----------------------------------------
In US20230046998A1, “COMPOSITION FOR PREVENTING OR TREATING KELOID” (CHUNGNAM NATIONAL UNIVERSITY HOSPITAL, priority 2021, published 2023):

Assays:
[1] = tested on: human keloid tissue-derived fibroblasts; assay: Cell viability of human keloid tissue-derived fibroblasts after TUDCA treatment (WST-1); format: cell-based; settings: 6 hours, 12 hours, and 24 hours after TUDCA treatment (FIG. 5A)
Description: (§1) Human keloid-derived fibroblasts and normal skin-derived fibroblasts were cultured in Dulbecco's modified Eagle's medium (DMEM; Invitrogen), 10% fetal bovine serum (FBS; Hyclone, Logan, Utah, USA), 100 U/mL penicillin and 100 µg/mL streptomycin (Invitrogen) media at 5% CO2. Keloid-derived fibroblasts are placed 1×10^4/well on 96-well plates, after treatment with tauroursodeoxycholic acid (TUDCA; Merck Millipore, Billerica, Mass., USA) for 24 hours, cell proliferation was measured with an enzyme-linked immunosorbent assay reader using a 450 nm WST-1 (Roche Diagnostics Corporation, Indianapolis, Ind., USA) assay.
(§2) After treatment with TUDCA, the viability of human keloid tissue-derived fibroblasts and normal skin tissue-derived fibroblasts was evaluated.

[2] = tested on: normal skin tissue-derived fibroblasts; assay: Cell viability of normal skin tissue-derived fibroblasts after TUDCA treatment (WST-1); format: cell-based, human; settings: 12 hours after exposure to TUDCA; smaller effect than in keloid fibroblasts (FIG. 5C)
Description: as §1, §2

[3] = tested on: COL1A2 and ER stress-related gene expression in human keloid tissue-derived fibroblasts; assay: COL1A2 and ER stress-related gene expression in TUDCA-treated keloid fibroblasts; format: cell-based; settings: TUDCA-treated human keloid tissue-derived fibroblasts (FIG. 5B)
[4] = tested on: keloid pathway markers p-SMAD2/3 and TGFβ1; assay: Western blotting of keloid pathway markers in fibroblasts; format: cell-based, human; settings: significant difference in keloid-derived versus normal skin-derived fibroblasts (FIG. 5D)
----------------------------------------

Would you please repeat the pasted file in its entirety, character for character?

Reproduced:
In US20230046998A1, “COMPOSITION FOR PREVENTING OR TREATING KELOID” (CHUNGNAM NATIONAL UNIVERSITY HOSPITAL, priority 2021, published 2023):

Assays:
[1] = tested on: human keloid tissue-derived fibroblasts; assay: Cell viability of human keloid tissue-derived fibroblasts after TUDCA treatment (WST-1); format: cell-based; settings: 6 hours, 12 hours, and 24 hours after TUDCA treatment (FIG. 5A)
Description: (§1) Human keloid-derived fibroblasts and normal skin-derived fibroblasts were cultured in Dulbecco's modified Eagle's medium (DMEM; Invitrogen), 10% fetal bovine serum (FBS; Hyclone, Logan, Utah, USA), 100 U/mL penicillin and 100 µg/mL streptomycin (Invitrogen) media at 5% CO2. Keloid-derived fibroblasts are placed 1×10^4/well on 96-well plates, after treatment with tauroursodeoxycholic acid (TUDCA; Merck Millipore, Billerica, Mass., USA) for 24 hours, cell proliferation was measured with an enzyme-linked immunosorbent assay reader using a 450 nm WST-1 (Roche Diagnostics Corporation, Indianapolis, Ind., USA) assay.
(§2) After treatment with TUDCA, the viability of human keloid tissue-derived fibroblasts and normal skin tissue-derived fibroblasts was evaluated.

[2] = tested on: normal skin tissue-derived fibroblasts; assay: Cell viability of normal skin tissue-derived fibroblasts after TUDCA treatment (WST-1); format: cell-based, human; settings: 12 hours after exposure to TUDCA; smaller effect than in keloid fibroblasts (FIG. 5C)
Description: as §1, §2

[3] = tested on: COL1A2 and ER stress-related gene expression in human keloid tissue-derived fibroblasts; assay: COL1A2 and ER stress-related gene expression in TUDCA-treated keloid fibroblasts; format: cell-based; settings: TUDCA-treated human keloid tissue-derived fibroblasts (FIG. 5B)
[4] = tested on: keloid pathway markers p-SMAD2/3 and TGFβ1; assay: Western blotting of keloid pathway markers in fibroblasts; format: cell-based, human; settings: significant difference in keloid-derived versus normal skin-derived fibroblasts (FIG. 5D)